With hard drive sizes spiraling skyward, and $/GB ($/TB) spiraling
  downward.... I'm wondering whether or not the "distributed" system  that
  serves us best might be "distributeded mirror copies", rather than
  distributed complementary data. I've been pushing this approach for
  taxonomic data for a while, but perhaps it would be useful for other shared
  data as well (geographic localities, people/agents, publications/references,
  etc.) Even for specimen data -- where "ownership" is unambiguous --  it
  seems that as long as the ownership is clearly embedded in the core
  metadata, there are more fundamental advantages in storing and serving data
  from multiple data resources, rather than serving it from only one single
  data resource.

  One way to look at it would be "robust caching", with automated  update
  capabilities. The main benefits would be:

  1) Large-scale distributed backup of the world's biodata (ensuring
  perpetuity across a changing technological landscape);
  2) Performance and reliability enhancement for local data authority needs;
  4) Essentially 100% data availability (like DNS), regardless of which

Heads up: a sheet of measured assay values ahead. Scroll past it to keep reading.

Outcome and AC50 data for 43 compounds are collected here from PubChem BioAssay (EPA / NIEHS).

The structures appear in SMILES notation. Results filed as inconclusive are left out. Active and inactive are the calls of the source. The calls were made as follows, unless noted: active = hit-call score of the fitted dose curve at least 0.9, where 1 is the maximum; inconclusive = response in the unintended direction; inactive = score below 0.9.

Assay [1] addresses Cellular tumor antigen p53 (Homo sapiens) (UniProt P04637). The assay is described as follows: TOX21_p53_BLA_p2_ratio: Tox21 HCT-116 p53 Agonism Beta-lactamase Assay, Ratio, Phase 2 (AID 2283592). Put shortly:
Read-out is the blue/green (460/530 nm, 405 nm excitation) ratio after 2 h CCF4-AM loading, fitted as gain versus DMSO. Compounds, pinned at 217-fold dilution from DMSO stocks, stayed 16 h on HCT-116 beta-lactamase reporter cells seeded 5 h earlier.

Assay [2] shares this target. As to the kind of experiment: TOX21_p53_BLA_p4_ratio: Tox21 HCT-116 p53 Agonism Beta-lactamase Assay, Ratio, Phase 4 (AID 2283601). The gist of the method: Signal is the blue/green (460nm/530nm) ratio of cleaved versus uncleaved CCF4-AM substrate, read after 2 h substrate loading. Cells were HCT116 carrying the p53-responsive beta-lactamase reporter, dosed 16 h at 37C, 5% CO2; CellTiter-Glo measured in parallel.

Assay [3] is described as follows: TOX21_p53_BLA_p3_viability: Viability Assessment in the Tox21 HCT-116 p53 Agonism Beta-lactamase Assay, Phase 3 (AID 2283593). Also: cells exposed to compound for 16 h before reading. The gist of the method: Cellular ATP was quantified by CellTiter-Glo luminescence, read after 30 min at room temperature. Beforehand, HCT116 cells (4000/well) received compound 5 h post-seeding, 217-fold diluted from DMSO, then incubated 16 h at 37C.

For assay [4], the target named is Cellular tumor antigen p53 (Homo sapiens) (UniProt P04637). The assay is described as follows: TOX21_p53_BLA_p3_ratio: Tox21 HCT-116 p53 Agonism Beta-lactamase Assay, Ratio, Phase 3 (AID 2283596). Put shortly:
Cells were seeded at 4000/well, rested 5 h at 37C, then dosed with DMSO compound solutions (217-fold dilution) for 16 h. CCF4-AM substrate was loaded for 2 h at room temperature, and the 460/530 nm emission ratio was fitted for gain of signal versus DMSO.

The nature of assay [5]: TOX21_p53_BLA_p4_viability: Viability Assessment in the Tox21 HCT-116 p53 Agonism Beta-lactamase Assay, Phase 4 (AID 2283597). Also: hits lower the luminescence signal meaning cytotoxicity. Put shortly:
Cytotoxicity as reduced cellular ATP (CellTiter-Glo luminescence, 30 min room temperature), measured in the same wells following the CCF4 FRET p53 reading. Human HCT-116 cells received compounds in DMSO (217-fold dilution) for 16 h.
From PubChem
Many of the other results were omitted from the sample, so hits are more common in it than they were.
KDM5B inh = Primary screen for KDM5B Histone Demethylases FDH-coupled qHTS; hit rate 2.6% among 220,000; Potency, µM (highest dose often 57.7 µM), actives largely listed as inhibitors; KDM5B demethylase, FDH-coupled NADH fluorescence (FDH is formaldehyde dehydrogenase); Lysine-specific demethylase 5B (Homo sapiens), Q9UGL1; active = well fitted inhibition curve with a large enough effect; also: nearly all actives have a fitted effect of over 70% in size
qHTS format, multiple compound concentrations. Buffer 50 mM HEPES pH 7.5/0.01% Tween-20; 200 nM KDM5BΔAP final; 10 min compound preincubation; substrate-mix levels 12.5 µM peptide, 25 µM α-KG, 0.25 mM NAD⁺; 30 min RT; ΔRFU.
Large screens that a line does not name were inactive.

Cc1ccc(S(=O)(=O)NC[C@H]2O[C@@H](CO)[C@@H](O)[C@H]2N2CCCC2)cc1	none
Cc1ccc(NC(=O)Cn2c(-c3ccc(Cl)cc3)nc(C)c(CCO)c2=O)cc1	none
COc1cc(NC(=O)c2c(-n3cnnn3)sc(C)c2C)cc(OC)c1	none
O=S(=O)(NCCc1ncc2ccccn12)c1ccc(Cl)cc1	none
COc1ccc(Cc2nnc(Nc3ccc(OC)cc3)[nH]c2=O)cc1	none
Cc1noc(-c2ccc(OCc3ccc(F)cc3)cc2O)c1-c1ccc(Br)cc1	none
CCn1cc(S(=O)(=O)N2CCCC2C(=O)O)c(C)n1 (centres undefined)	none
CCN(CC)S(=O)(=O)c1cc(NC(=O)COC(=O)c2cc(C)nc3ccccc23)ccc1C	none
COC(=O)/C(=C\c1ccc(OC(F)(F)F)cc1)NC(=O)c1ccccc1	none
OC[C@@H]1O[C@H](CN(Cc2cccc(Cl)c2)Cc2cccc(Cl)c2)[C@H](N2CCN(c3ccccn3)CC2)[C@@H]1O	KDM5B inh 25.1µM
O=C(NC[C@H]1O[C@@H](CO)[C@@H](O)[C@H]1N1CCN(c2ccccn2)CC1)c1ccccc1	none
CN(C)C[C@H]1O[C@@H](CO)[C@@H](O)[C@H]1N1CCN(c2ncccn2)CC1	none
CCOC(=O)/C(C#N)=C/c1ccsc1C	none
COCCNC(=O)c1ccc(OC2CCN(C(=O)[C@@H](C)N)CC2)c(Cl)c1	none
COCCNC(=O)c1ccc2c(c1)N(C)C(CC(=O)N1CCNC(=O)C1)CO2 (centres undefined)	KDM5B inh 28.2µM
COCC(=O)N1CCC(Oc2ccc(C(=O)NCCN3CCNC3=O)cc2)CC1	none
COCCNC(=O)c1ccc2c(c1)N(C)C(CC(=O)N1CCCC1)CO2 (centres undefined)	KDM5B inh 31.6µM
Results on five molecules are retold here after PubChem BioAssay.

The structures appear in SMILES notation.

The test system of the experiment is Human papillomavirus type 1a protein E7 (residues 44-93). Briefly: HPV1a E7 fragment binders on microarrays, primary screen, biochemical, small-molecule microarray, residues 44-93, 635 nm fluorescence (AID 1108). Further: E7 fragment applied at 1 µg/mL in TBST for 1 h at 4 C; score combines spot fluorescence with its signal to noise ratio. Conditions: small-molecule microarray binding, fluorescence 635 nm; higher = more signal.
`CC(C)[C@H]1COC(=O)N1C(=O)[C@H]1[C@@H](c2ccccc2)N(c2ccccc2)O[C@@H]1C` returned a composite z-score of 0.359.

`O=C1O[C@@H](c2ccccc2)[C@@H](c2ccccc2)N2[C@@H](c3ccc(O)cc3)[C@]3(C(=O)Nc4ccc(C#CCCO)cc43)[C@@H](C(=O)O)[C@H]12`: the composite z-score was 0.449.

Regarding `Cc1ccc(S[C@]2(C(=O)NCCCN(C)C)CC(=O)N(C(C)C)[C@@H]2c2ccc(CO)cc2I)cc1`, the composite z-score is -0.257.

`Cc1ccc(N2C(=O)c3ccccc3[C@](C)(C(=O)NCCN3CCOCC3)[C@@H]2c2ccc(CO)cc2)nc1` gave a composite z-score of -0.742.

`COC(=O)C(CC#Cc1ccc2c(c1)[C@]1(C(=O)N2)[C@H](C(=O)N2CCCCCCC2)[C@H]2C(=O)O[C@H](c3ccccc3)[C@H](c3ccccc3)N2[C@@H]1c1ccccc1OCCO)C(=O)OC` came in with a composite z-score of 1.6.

servers are up or down at any given moment;
  3) Maximization of distributed work/effort for data "maintenance and

  The point is, the technology discussions would focus less on issues of
  distributed queries, and more on issues of replication/synchronization and
  data edit authorization protocols.

  Perhaps this would be reaching too far, too soon. But on the other han d, I
  don't see why implementing a "distributed mirror" system would be any  more
  technically, financially, or socially challenging than implementing a
  distributed query system for distributed data.


  Richard L. Pyle, PhD
  Database Coordinator for Natural Sciences
  and Associate Zoologist in Ichthyology
  Department of Natural Sciences, Bishop   Museum
  1525 Bernice St., Honolulu, HI 96817
  Ph: (808)848-4115, Fax: (808)847-8252
  email: deepreef at bishopmuseum.org